After the pipers had blown their last tune and glasses were emptied, all boarded the two coaches for the short journey back to the hotel. It had been a long day, but a grand one.
Once again the traditional schedule was followed for the morning of D-Day. Although many veterans and their companions enjoy the Cathedral service, there are some who prefer an alternative, so this year we separated coaches: one to Bayeux Cathedral and the other to a small and peaceful cemetery near the village of Secqueville.
Veterans attend a quiet wreath laying at Secqueville Cemetery on the morning 6th June 2017
We reassembled at the Bayeux Cemetery, where the traditional parade ceremony took place as organised by the Royal British Legion. It was a well attended event in bright & dry weather. One of the veterans in our group, Ray Lord, had been selected to speak, after which wreathes were laid at the memorial.
On completion, all our veterans and their companions returned to the coaches for a packed lunch and then onwards to Arromanches. Upon arrival, all assembled at the L.S.T. & Landing Craft Association memorial alongside the artillery piece overlooking Gold Beach. The wreath laying ceremony attracted quite a crowd of onlookers. Once completed, the veterans were encouraged to spend an afternoon of free time enjoying the cafés, bars and shops along the sea front.
Royal Navy veteran, John Dennett, recites the exhortation at the Landing Craft Association memorial in Arromanches
For many years we’d had to leave Arromanches by 5pm in order to allow ample time to return to the hotel for dinner. It seemed a shame to drag everybody away when they were having such a splendid time enjoying the atmosphere and it also meant we missed the main parade. To deal with this the Town Council, represented by Adrian Cox, brought the time of the main parade forward to 4pm, keeping veterans together for longer and making for a grander event. This year they also arranged for us to have a dinner, with themed entertainment, in the Salle des Fêtes situated in the very heart of the town. Having enjoyed a relaxed afternoon, veterans were pleased to settle down for a fun evening meal.
Veterans parade at Arromanches to mark the 73rd anniversary of the D-Day Landings in 2017
The coaches returned to the Caen hotel by mid-evening. Some promptly retired for the night, whilst others enjoyed a comfortable winding down period at the hotel bar.
After the previous long and busy day, D-Day +1 was more relaxed. We arrived at the town of Thury-Harcourt at 10am and were greeted by the familiar sight of the Mayor, Paul Chandelier, and a large gathering of French military veterans and townspeople assembled at the memorial to the 59th South Staffordshire Division. After a happy reunion with our friends, veterans conducted a wreath laying ceremony and the local schoolchildren sang God Save the Queen, followed by the Marseillaise.
French schoolchildren greet British D-Day veterans in Thury-Harcourt
Everyone then reassembled outside the town’s church, where a ceremony was conducted in memory of civilians of Thury-Harcourt who lost their lives during the liberation. The children once again took an active part and took the time to walk amongst the veterans afterwards – shaking hands and giggling! Our complete party was then invited to an enormous lunch in the Mairie, where proceedings began with an exchange of speeches by Mayor Chandelier, followed by John Phipps on behalf of the veterans. Responding to this generous welcome and hospitality, John dwelt on the theme of the civilian experience of violent liberation. Having not been occupied by an enemy power in recent history, the desperate and life-changing traumas are of course beyond our understanding in the UK. In recognition of civilian casualties, it is especially difficult and troubling for veterans to understand the friendly welcome they always receive in this small Norman town. However seeing the lively community and the children growing up in freedom, it is possible to make some sense of the lives lost.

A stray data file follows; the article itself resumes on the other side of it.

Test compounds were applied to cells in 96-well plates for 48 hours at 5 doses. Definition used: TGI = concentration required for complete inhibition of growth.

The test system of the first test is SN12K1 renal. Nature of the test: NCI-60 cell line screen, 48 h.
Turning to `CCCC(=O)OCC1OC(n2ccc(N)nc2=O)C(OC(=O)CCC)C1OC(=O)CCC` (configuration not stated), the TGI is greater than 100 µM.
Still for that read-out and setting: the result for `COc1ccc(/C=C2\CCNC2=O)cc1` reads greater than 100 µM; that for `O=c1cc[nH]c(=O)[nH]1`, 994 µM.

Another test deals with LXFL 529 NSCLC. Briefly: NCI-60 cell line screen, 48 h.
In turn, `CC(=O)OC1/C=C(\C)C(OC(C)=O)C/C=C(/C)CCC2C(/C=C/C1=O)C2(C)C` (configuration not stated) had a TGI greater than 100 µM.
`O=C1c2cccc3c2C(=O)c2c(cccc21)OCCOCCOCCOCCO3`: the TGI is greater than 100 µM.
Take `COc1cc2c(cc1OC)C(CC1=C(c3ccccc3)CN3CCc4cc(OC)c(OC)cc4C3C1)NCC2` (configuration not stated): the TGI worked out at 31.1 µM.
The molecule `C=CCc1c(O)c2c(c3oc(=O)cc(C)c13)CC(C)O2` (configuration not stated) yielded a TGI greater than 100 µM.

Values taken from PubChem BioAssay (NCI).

A special guest on this occasion was M. Michel Marie, who is the subject of a celebrated wartime photograph. Michel clearly represents all the french civilians, especially the children, whose lives were thrown into chaos by D-Day. Michel presented us with a signed photograph of himself at the age of 6, standing amongst the rubble in the nearby town of Villers-Bocage.
Michel Marie shares the poster in which he was pictured as a little boy in Normandy during WW2
After bidding our friends farewell “…until next year!” we headed back towards the coast, taking a tour of the bocage en route. We paused at Fontenay-le-Pesnel to lay a wreath at the cemetery there. During the onward journey, Royal Artillery veteran, Joe Cattini, came to the front of ‘White Bus’ and spoke to all the passengers over the microphone; relating the story of his advance from Gold Beach through the bocage region until he reached Falaise where the decisive battle of Normandy took place. Everyone was most interested to hear about a fellow comrade’s experience, which is why we always encourage veterans to share their stories if they are comfortable to do so.
Arriving at Ver-sur-Mer, one coach stopped for a short visit at the town’s small museum as the other continued to the site where the new British Memorial is to be built. An arrangement had been agreed to meet Trustee, Nicholas Witchell, and the Memorial architect, Liam O’Connor. Along with Mr. Witchell, there were several local dignitaries and representatives, including the Mayor of Ver-sur-Mer.
D-Day veterans visit the proposed British Memorial site at Ver-sur-Mer